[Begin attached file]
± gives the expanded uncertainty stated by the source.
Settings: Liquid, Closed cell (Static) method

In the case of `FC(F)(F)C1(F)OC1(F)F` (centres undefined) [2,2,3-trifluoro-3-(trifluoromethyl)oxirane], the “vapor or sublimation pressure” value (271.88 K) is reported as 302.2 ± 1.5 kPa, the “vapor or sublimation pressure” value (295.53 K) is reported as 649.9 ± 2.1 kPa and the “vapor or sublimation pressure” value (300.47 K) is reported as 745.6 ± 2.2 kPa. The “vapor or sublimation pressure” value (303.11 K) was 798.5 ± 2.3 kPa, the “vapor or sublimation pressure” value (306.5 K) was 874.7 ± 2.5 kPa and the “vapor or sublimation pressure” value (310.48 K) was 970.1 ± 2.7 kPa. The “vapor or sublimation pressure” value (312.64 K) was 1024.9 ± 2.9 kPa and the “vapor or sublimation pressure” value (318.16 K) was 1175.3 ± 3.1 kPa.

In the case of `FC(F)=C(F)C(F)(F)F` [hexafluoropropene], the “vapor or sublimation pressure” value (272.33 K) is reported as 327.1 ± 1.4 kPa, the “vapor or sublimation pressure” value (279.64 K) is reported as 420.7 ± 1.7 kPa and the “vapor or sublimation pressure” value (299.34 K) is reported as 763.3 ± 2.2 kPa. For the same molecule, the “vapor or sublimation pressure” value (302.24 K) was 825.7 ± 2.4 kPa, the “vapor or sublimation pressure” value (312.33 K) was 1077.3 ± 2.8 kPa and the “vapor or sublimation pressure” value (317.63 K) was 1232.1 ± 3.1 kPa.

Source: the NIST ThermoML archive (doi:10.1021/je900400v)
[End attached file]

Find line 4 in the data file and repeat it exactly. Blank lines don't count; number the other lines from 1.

In the case of `FC(F)=C(F)C(F)(F)F` [hexafluoropropene], the “vapor or sublimation pressure” value (272.33 K) is reported as 327.1 ± 1.4 kPa, the “vapor or sublimation pressure” value (279.64 K) is reported as 420.7 ± 1.7 kPa and the “vapor or sublimation pressure” value (299.34 K) is reported as 763.3 ± 2.2 kPa. For the same molecule, the “vapor or sublimation pressure” value (302.24 K) was 825.7 ± 2.4 kPa, the “vapor or sublimation pressure” value (312.33 K) was 1077.3 ± 2.8 kPa and the “vapor or sublimation pressure” value (317.63 K) was 1232.1 ± 3.1 kPa.